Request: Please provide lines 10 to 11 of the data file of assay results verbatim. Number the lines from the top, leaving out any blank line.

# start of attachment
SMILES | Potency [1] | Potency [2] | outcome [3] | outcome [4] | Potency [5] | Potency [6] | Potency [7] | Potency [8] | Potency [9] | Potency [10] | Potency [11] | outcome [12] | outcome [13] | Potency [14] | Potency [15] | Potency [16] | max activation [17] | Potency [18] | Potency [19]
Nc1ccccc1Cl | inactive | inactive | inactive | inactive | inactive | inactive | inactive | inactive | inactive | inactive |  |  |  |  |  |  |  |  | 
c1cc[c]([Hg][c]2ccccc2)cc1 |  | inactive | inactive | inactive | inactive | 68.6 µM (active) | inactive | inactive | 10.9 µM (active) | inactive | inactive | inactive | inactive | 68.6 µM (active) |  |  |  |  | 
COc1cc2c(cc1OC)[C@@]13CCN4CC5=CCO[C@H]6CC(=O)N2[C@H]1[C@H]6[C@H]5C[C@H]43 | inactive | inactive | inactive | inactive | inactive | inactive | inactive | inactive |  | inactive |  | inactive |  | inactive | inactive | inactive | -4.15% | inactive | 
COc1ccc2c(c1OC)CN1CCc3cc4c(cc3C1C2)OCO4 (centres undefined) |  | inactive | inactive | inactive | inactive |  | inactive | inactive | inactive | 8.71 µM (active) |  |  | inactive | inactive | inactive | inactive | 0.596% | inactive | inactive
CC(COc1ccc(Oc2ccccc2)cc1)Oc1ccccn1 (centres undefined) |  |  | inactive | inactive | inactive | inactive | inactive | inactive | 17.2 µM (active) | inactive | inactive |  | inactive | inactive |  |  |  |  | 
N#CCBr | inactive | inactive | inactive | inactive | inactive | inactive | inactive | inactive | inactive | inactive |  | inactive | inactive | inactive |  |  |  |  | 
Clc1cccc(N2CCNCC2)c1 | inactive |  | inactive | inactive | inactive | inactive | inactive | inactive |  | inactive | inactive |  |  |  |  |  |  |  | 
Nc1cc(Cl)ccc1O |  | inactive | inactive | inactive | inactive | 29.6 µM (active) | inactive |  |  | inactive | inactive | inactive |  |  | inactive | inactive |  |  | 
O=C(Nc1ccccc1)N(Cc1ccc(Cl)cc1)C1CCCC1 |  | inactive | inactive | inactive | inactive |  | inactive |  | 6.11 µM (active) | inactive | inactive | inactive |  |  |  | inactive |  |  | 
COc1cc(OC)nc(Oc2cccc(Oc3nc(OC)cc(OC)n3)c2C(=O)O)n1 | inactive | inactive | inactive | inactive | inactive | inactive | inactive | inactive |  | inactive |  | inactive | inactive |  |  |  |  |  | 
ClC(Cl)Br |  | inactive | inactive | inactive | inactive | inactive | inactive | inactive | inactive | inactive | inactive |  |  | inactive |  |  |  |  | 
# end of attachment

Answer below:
O=C(Nc1ccccc1)N(Cc1ccc(Cl)cc1)C1CCCC1 |  | inactive | inactive | inactive | inactive |  | inactive |  | 6.11 µM (active) | inactive | inactive | inactive |  |  |  | inactive |  |  | 
COc1cc(OC)nc(Oc2cccc(Oc3nc(OC)cc(OC)n3)c2C(=O)O)n1 | inactive | inactive | inactive | inactive | inactive | inactive | inactive | inactive |  | inactive |  | inactive | inactive |  |  |  |  |  | 